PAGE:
In the ongoing debate about which technology should serve the connected car of the future—dedicated short-range communications (DSRC) or the newer cellular vehicle-to-everything (C-V2X)—it’s clear which one Qualcomm is betting on.
Qualcomm, which is capable of supporting both DSRC and C-V2X, has been firmly on the record as favoring C-V2X over DSRC, saying it shows better performance, reliability and a road map to the future. And it’s racked up a lot of experience, both in the U.S. and abroad, proving that out.
The chip vendor has been especially busy in China, where it’s working with the China Mobile Research Institute and China Mobile IoT (CMIoT), a subsidiary of China Mobile. Earlier this month, they announced new roadside units for 3GPP Release 14 LTE-V2X direct communication (PC5) based on the Qualcomm 9150 C-V2X chipset solution.
So does China appear on the verge of mandating C-V2X, as some have suggested?
Nakul Duggal, vice president of product management at Qualcomm Technologies, said there might not be a mandate, but things happen in China on a very different scale than in other parts of the world. China Mobile, it’s worth noting, is the world’s largest mobile operator, with more than 902 million subscribers as of June 2018.
“I think we are in stage one, where we are starting to see and participate in a lot of trials across the country—state governments, provincial governments, operators, many different testbeds across the country where trials for the technology are ongoing, and I think the timing is very interesting because 5G rollouts are also planned in 2019, so the message to the automotive industry and to really, everybody who’s been involved in the ecosystem, is this is now a technology foundation and from a car perspective, it is the right time to start to think about really bringing V2X communications” to vehicles and infrastructure, Duggal said.
“There might not be a mandate, but you will see enough activity in China over the next 18 months that automakers will start to plan for the technology and the products to be implemented in their vehicles and you will start to see a vibrant ecosystem,” he told FierceWirelessTech. There will come a time for certification for use cases, and that is most likely to start sometime next year, he said.
“In the U.S., we have done a lot of trials that have been focused on performance” across multiple locations with Ford, and that’s to validate the performance of the technology in real-world conditions, he said. “Most of these trials, the good thing about them is that because the spectrum is harmonized, once you perform a certain set of use cases and tests in one market, expanding that to another market is fairly straightforward.” A few things change, but the fundamentals are not that different.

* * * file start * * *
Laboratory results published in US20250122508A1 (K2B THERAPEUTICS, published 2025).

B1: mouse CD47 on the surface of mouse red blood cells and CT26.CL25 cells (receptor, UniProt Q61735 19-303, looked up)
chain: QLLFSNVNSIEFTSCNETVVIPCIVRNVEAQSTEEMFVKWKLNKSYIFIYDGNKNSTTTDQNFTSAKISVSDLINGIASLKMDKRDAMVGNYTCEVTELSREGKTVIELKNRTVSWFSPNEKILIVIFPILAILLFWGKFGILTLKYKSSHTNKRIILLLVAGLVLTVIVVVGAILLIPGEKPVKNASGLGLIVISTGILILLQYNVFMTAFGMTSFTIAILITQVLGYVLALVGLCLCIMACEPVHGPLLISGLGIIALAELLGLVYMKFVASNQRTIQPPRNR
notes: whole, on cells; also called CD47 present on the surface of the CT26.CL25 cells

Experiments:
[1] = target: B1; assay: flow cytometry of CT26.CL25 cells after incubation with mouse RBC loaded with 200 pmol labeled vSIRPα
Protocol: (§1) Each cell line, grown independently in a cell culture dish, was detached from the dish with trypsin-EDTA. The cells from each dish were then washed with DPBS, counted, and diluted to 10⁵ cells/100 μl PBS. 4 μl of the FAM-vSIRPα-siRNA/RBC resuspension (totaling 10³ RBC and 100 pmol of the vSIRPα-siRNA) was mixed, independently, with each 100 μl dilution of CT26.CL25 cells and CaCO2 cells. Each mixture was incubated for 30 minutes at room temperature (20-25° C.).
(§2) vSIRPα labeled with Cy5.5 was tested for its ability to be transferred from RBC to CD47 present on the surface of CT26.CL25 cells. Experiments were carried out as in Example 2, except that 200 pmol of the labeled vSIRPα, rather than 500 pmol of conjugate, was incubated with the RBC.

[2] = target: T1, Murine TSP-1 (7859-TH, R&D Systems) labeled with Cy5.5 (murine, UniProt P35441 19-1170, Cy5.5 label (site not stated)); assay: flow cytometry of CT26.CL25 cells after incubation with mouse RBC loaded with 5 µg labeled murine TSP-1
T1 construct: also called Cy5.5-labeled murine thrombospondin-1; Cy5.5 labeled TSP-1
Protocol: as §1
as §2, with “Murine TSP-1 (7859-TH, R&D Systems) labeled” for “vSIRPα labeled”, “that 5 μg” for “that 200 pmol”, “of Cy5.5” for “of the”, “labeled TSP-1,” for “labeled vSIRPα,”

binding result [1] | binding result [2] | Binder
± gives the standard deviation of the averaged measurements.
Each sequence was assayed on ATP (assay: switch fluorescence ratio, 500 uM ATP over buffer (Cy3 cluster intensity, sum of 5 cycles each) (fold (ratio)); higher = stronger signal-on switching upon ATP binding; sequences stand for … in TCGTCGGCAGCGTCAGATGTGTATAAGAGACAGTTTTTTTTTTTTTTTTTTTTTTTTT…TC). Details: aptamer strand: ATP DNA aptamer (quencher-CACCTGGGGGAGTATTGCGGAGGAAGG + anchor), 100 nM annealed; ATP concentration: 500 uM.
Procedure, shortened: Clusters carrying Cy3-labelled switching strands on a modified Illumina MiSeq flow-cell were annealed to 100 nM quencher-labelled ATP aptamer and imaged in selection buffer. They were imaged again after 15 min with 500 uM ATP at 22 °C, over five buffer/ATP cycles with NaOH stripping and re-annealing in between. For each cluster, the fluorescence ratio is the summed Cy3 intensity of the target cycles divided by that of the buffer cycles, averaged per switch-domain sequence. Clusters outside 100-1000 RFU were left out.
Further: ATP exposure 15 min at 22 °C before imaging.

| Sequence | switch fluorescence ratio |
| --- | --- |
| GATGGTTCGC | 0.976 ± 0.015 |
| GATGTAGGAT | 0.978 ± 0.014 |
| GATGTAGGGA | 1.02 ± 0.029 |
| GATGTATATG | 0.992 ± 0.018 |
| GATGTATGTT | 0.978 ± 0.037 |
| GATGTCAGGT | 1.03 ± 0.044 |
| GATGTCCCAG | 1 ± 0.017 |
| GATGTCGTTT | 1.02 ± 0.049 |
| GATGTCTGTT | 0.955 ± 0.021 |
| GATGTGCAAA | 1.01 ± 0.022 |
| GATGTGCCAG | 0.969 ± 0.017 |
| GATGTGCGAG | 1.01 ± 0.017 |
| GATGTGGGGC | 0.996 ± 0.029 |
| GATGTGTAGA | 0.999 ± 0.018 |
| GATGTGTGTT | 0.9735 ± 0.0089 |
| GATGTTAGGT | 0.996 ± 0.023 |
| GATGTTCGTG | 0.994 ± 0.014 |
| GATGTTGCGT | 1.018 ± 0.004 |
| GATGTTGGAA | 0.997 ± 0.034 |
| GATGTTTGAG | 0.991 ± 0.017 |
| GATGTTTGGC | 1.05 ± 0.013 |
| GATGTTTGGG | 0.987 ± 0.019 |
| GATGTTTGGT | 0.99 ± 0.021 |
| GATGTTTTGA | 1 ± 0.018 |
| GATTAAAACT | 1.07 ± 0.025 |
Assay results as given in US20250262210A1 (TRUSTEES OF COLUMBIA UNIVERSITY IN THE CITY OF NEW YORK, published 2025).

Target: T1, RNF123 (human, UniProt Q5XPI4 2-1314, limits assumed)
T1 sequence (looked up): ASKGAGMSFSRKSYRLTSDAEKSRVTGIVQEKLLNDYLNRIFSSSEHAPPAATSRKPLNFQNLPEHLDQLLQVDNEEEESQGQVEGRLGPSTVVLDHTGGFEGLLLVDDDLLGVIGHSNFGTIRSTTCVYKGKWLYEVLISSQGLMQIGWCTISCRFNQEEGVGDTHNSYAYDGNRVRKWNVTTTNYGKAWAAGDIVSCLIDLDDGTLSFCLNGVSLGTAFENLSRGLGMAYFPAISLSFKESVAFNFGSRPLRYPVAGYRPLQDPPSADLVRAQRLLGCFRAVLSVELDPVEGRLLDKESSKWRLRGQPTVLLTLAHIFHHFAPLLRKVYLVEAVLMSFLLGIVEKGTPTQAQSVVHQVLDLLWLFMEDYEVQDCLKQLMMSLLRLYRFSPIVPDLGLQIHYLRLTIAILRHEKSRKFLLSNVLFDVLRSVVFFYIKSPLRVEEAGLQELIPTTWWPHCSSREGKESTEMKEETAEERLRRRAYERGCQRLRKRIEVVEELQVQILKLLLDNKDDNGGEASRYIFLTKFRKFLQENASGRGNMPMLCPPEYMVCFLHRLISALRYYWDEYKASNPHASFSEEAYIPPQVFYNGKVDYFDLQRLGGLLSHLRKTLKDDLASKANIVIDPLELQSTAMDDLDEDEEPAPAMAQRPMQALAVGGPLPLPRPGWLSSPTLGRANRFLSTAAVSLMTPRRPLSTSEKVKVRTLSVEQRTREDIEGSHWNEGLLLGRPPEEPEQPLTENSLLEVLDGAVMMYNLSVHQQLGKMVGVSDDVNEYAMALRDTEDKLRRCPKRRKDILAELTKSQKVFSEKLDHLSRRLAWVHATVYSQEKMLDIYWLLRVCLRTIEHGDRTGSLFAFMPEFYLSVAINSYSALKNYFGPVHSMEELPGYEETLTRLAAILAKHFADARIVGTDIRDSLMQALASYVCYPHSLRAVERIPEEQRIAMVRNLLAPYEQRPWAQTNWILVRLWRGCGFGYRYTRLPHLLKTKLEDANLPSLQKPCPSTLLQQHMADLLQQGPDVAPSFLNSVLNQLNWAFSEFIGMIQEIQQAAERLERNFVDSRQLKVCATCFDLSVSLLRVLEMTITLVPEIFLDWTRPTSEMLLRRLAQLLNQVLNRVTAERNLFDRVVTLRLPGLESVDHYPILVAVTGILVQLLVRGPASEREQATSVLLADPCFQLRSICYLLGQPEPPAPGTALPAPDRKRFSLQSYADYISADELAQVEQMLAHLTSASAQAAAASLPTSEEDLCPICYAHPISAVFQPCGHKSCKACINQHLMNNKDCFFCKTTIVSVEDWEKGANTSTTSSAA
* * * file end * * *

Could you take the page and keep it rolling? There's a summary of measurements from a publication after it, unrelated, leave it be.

He acknowledged some folks are still investing in DSRC, which was the only game in town for decades. It was a good concept, but it never really took off, he said.
“In our discussions with automakers, the very clear ask was, it would be great if you could just integrate me into X technology, into the modem that we’re already going to purchase, because that way the incremental cost of enabling this technology is minimized and it will allow us to be able to put this into our cars,” he said.
That would obviously reduce the burden on the economics, and it would it into more cars faster, and that’s a very simple premise that a number of automakers have bought into.
Of course, a number of automakers are going to stay silent on the issue, figuring they don’t need to rush into it. Once the right technology is available, they’ll make their move.
However, there's a separate camp, which has existed going back to the early DSRC days, which is now realizing that DSRC, given it doesn’t have a similar evolution as C-V2X, is “stuck,” because it offers a set of features that were developed 10, 15 years ago, he said. Yet it doesn’t provide an option to upgrade to get to where it needs to be with 5G.
The whole situation gets more complicated because advocates behind both DSRC and C-V2X want to use the 5.9 GHz spectrum, so the question becomes whether they could both safely coexist in that spectrum. But Duggal doesn’t think that’s a great solution, either.
“If you have to put two radios in the car and it has to talk two different languages, it’s very complicated and if you’re speaking two different languages,” that’s just inefficient, he said.
The FCC has been studying the feasibility of DSRC and Wi-Fi sharing, but those test results haven’t yet been publicly released.
Duggal remains undeterred, noting Qualcomm has been in active discussions with entities like the FCC and Department of Defense. “I would like something to happen within this calendar year in terms of a clear path that C-V2X is something that will be an option” and available in North America, he said.